Hi Stephen P. King

Thinking about mereology....and Leibniz...

Since a monad is a whole, it can't have parts, so
you can't break it into parts. That's in fact the definition 
of a monad, a whole without parts. So while some, including
Leibniz, speak of man or whatever as being a "colony
of monads", I am having difficulty seeing that, if a monad
has no parts.

Also, Leibniz himself speaks of monads within monads within
monads, so I obviously am missing something. 
It may be that you speak only over a range of resolution.
It's still a puzzle.


Roger Clough, rclo...@verizon.net
9/18/2012 
"Forever is a long time, especially near the end." -Woody Allen


----- Receiving the following content ----- 
From: Stephen P. King 
Receiver: everything-list 
Time: 2012-09-17, 11:11:30
Subject: Re: Simple proof that our intelligence transcends that of computers


On 9/17/2012 9:21 AM, Roger Clough wrote:

Hi Stephen P. King 

Forgive me if I bring up Leibniz again, but to my mind he gives
the most thorough descriptions as to how the world works.
And so logical that you can figure out many things
on your own. 


Dear Roger,

    I too have found Leibniz' Monadology to be a wonderful theory. I have my 
copy of Nicholas Rescher's translation and annotated Monadology always on my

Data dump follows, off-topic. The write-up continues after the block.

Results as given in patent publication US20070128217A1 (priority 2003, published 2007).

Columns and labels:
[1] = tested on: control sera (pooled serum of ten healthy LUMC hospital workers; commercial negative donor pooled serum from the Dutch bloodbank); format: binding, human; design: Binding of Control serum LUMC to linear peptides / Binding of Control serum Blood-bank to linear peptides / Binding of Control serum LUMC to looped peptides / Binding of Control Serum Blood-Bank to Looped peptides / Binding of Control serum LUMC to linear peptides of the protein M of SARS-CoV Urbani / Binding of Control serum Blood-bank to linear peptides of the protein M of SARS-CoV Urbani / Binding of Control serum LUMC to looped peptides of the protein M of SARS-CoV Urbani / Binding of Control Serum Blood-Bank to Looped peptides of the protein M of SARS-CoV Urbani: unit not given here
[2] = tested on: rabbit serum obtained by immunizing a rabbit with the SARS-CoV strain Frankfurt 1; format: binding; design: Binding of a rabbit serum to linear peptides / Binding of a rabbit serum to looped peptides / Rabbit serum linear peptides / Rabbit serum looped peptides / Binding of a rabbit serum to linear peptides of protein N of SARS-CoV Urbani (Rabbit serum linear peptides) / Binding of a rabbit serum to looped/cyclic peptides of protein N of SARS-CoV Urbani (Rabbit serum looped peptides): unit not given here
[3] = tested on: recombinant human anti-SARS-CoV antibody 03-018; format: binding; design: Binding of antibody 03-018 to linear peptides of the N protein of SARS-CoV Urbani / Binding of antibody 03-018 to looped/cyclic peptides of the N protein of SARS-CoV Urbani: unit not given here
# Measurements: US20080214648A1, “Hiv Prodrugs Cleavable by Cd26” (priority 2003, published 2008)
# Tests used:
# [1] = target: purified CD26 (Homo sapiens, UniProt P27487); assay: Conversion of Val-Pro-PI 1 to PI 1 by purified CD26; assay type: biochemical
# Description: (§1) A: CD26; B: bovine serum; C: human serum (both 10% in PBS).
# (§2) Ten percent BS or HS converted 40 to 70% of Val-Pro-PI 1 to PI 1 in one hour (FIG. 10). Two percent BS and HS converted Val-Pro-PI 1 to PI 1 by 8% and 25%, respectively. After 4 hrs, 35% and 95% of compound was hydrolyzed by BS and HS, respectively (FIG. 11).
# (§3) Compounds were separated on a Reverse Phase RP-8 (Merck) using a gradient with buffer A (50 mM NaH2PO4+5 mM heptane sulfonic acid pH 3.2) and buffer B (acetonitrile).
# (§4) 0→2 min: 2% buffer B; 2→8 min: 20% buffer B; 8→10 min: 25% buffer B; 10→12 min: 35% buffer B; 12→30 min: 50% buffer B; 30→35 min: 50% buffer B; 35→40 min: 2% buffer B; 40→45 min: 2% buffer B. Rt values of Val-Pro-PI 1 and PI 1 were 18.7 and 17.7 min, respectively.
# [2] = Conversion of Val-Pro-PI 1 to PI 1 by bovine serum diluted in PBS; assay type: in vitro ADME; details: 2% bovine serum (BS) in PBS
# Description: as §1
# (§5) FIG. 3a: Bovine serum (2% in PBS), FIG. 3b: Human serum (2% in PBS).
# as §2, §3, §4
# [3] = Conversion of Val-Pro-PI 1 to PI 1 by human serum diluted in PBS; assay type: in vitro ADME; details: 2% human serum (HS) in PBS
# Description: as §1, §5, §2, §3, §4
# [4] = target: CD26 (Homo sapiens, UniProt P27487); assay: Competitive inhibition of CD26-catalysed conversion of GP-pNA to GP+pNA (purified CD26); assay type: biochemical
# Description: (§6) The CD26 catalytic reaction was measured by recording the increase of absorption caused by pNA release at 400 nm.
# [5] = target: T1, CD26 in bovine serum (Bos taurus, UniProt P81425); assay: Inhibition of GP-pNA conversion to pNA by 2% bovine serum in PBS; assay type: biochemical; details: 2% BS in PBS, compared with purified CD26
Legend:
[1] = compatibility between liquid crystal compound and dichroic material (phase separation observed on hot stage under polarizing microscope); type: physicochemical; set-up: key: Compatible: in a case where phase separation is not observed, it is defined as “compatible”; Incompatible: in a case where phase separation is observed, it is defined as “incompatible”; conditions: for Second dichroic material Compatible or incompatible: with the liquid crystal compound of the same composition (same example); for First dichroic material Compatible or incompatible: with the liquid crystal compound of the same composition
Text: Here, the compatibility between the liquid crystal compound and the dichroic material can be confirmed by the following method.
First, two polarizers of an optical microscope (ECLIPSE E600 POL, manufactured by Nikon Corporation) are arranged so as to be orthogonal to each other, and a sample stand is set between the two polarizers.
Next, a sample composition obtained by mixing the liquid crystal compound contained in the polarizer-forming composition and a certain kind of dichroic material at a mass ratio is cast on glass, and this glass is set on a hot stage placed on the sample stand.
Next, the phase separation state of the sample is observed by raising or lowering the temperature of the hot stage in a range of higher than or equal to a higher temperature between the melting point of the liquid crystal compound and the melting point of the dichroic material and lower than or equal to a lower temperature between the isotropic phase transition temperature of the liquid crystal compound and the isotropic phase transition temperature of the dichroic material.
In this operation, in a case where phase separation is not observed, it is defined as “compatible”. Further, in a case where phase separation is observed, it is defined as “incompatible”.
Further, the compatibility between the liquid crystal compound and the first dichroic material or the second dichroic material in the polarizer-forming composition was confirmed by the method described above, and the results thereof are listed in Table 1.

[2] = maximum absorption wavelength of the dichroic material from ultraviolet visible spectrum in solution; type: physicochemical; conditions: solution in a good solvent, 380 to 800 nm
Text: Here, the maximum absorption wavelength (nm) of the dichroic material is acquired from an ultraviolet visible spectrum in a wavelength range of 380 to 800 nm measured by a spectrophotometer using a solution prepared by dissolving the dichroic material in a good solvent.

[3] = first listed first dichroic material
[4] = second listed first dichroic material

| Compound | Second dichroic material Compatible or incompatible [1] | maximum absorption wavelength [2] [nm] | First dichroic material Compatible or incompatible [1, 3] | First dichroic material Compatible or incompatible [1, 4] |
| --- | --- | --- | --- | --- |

desk.

    One reason is that it sets up a mereology that is very different from the 
relation of wholes and parts that is implicit in classical physics and "common" 
intuition. 



Monads are capsules of objects of the mind consisting of mental substances
if they have only 1 part, 

    A monad is a complete whole and always is a complete whole. If you break a 
monad you will get two complete monads. If you combine two monads you will get 
a complete monad. I see the mind in the same way and thus a monad is the 
perfect model of a mind.


and I suggest that composite substances 
must be composite monads


    No. That would be a violation of the complete wholeness principle. I have a 
question. In some religions there is the word "Holy". What does it mean to you?


  
Being nonextended, and also since there is no such thing as 
space, they have no locations. So they are nonlocal.
They are mental. And they are alive.


    I use a different set of definitions for those words. I see a QM system as 
a Monad. Internally, it is never seen. Internally, it is a mind. Externally, it 
appears as a center of mass.



Each monad has either a soul (animals and vegetables), a spirit (man),
or, like rocks is a "bare naked monad" and has what I would call
a dark, drowsy soul.

    All things are either a monad or part of the surface of a monad. We need to 
learn to see things from a point of view that is not bound to 2d surfaces 
bounding  3d volumes to understand fully what this means.



-- 
Onward!

Stephen

http://webpages.charter.net/stephenk1/Outlaw/Outlaw.html

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